“Whether your town is established or being revitalized, the downtown area is a central point of activity,” Stephanie McIntyre, the DDA’s downtown manager. “It’s great to have an organization that focuses on maintaining the downtown area, which is so vital to so many people.”
The Royal Oak DDA gives considerable attention to the aesthetics of their city, says McIntyre. It has long pursued beautification projects involving brick pavers, hanging flower baskets, landscaping, benches and lampposts, while providing low-interest loans to help building owners improve facades. This sensitivity to aesthetics extends even to administrative and marketing efforts, she explains, where a comprehensive rebranding effort, complete with new logo, is nearly complete.
Given downtown Royal Oak’s role as a major west side shopping and dining center, the DDA is particularly watchful for opportunities to bring additional parking to the city. Says DDA Chairman Kevin Kalczynski, “Surface parking doesn’t really cut it, because it’s hard to put in a surface lot that’s large enough to handle the amount of parking necessary without damaging the things that make a downtown a downtown. We spend a lot of time dealing with how to make parking in our downtown” while maintaining close-set buildings and a walkable environment.
Kalczynski, a partner with the law firm Barris, Sott, Denn & Driker, said the DDA is close to procuring a lot on Main and 6th Street that will bring an additional 220 parking spots to visitors. Meanwhile, it’s outfitting the existing three parking structures downtown with surveillance cameras to help protect restaurant and other service workers walking to their cars with cash late at night.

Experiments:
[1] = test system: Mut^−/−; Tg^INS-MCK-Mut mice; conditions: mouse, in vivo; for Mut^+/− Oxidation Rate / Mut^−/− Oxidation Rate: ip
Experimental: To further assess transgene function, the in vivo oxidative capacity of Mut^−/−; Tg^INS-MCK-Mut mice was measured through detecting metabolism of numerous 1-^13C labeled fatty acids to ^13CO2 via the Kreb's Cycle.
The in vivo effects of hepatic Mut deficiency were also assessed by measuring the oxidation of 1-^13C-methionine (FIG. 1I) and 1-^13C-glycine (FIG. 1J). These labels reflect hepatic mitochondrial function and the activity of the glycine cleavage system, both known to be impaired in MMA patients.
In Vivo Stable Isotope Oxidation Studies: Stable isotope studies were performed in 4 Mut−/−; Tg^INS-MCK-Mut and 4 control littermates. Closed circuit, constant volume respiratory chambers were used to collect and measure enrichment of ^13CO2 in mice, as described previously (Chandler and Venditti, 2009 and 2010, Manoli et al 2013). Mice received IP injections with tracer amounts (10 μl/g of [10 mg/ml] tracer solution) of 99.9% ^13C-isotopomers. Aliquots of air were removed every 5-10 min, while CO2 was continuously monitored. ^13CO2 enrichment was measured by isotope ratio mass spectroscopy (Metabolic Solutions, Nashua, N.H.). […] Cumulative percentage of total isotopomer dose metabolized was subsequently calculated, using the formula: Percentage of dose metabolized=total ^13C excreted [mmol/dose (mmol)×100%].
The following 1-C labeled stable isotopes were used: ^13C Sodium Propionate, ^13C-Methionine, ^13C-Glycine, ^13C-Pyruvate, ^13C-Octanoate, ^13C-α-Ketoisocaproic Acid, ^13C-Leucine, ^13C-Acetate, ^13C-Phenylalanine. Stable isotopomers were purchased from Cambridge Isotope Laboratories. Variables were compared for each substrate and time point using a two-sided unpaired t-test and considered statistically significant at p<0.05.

Living space downtown is key, McIntyre says, adding that the DDA helped bring three buildings to the downtown area during the “loft craze” five years ago. More and more communities are adopting the idea of the 24-hour downtown, one where locals live, work and play in a walkable environment. The result has been a slew of redevelopment projects and ambitious residential projects like The Fifth, an 18 story condominium that has attracted both local and international residents.
But of paramount importance are Royal Oak’s social and community-based events. McIntyre points to a host of events the DDA has planned for the fall. Whether it’s partnering with Detroit Fashion Week to bring a fashion runway show to Fourth Street (Sept. 26-27) or sponsoring an Oktoberfest celebration (Oct. 11), or planning a Holiday Magic Parade in November, these events help to build Royal Oak’s identity as community while drawing people to its distinct core.
Kalczynski says Royal Oak’s proximity to other urban centers is both a boon and a challenge. The city is fortunate, he says, to have millions of people living within a half hour of it. “It’s in the middle of everything as far as metro Detroit is considered, and we have a great mix of merchants downtown that’s attractive and draws people to the area.” At the same time, he said, the DDA must be constantly mindful that Royal Oak competes with other downtowns.
As he points out, “people have limited money for shopping and entertainment.”
Lucy Ament is a freelance writer and regular contributor to Metromode living in Grosse Pointe. Her last article for Metromode was An Appetite For Atmosphere.
Fifth & William parking lot is paved with a porous surface; allows stormwater to percolate from the surface, into the earth
Royal Oak Music Theater
New Royal Oak logo on Center St. garage